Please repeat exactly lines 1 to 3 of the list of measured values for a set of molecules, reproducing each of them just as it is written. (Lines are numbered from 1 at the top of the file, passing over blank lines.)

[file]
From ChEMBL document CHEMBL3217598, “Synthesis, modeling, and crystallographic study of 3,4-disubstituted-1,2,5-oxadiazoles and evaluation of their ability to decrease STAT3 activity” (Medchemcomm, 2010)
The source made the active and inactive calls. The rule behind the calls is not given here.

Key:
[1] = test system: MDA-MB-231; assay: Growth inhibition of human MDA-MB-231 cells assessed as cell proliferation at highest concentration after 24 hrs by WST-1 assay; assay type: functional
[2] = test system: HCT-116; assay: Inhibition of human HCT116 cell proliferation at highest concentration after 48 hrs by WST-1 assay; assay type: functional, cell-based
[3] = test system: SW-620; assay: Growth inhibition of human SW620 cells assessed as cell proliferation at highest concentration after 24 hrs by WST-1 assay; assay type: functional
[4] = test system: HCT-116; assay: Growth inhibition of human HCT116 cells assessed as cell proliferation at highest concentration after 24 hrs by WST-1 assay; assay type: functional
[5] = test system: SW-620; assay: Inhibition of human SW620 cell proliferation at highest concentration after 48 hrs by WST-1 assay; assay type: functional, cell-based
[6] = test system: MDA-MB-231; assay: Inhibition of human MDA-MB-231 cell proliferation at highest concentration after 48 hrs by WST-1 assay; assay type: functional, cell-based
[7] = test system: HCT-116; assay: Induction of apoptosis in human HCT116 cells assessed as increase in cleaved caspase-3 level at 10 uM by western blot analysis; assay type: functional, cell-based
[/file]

From ChEMBL document CHEMBL3217598, “Synthesis, modeling, and crystallographic study of 3,4-disubstituted-1,2,5-oxadiazoles and evaluation of their ability to decrease STAT3 activity” (Medchemcomm, 2010)
The source made the active and inactive calls. The rule behind the calls is not given here.

Key: